NFB Education in BC

NFB Education on the Pacific Coast: Vancouver-area Workshops and Conferences

Education

This post was written by the NFB’s Ashley Catania, Education Specialist, and Claudia Sicondolfo, Team Leader and Educational Specialist. Both call Toronto home… for now.

The NFB Education offices are located in Toronto and Montreal, but our educational programming team takes every opportunity to go on the road and meet teachers and students across our vast country. Recently, we left the Toronto office for a trek to beautiful Vancouver, British Columbia, to attend a conference and provide hands-on workshops for several local schools. Our nine-day stay was a busy one, with five animation workshops, four professional development workshops and a two-day conference on our agenda. Along the way, we met many inspired educators and engaged students who helped make our visit quite memorable.

The first day of our trip happened to coincide with Family Day in B.C. We spent it at ArtStarts in Schools, a Vancouver community art house offering creative ways to engage youth through visual arts education. We felt extremely fortunate to hold our full-day stop-motion animation workshop for 25 children and their accompanying family members in the welcoming and creative ArtStarts workspace, on a day bursting with holiday energy. To read more about our visit and to see some of the photos that were taken, check out this blog post by ArtStarts.

Our next stop was Hastings Elementary School, where we gave three back-to-back animation workshops to three Grade 6/7 classes. Equipped with team iPads, students learned how to use PixStop, the free NFB stop-motion animation application. The day was busy but a lot of fun, and the bright students at Hastings were quick to pick up some cool animation tricks on their own.

At the “Challenge and Change: B.C. Alternative Education Conference,” which drew an estimated 400+ educators, we demonstrated the features of our resourceful new online screening room for educators, CAMPUS. Claudia presented a professional development workshop on day two of the conference. The group learned how to incorporate CAMPUS and NFB films into their classrooms, watched new NFB content and experienced a stop-motion workshop specially designed for teachers. Many B.C. educators already have access to CAMPUS. To find out if you are one of these educators, or if you aren’t and you’d like more information on how to subscribe, speak to your teacher librarian or visit nfb.ca/CAMPUS.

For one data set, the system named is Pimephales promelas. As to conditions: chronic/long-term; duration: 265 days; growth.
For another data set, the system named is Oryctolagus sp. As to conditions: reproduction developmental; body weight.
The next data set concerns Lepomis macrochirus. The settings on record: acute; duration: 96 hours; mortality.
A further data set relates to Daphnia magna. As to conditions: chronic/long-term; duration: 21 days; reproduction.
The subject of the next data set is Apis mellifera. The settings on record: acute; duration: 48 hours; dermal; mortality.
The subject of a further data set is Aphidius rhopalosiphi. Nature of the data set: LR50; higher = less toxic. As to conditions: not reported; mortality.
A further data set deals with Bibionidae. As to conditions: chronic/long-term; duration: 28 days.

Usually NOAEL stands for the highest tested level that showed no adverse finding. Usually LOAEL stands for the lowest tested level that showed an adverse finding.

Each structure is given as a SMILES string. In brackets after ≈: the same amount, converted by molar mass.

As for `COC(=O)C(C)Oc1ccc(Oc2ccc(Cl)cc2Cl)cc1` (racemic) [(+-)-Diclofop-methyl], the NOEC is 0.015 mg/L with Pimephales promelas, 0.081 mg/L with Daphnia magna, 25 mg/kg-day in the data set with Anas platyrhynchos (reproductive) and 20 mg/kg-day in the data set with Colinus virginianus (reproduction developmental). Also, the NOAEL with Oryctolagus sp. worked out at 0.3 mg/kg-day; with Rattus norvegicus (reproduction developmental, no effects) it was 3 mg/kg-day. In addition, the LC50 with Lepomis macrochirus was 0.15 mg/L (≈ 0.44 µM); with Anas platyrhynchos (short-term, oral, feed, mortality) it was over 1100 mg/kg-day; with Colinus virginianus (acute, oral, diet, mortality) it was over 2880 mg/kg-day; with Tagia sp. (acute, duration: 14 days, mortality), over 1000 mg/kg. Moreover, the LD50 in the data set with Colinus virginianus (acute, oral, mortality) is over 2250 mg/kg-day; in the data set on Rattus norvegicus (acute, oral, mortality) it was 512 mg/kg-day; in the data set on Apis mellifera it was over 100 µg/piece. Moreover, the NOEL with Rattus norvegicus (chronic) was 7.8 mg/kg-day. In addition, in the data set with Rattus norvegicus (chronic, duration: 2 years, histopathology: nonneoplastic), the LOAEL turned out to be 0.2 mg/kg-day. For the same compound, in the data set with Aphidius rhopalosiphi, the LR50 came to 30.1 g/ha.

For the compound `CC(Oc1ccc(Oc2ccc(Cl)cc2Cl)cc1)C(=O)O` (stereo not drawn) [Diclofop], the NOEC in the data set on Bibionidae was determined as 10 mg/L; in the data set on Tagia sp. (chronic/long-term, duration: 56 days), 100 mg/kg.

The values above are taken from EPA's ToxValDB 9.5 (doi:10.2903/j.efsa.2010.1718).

While planning our trip, we experienced the power of social media to create connections across Canada and throughout educational networks. Iha Farquhar, Community School Coordinator at Byrne Creek Secondary School in Burnaby, and Sara Nicholson, a Grade 3/4 teacher at Carnarvon Elementary School in Vancouver, both learned that we were planning an outreach visit to their Vancouver-area school via Twitter (so in case you don’t already, be sure to follow us at @THENFB). Their tweets to us got them a full-day workshop in the comfort of their own classrooms. Their students were proud of the films they made that day and excited to share them with others. Watch some examples of the students’ animation skills.

As this was our first visit to Vancouver, we tried to spend some time discovering this beautiful city and the surrounding area through weekend visits to Grouse Mountain, Stanley Park and a number of breathtaking spots along the Pacific. The mild West Coast weather was a welcome break from the cold Eastern Canada winter.

We look forward to visiting B.C. again and offering more workshops at schools throughout this vast and picturesque province. Thank you to everyone we met along the way, for making our trip such a worthwhile learning experience!

NFB Education will continue to take our programming on the road throughout the 2013–14 school year. Would you like a visit to your school? To get the latest updates on when we’ll be near your classroom, join our mailing list! Visit nfb.ca/education to receive blog, content and event updates, and follow us on Twitter!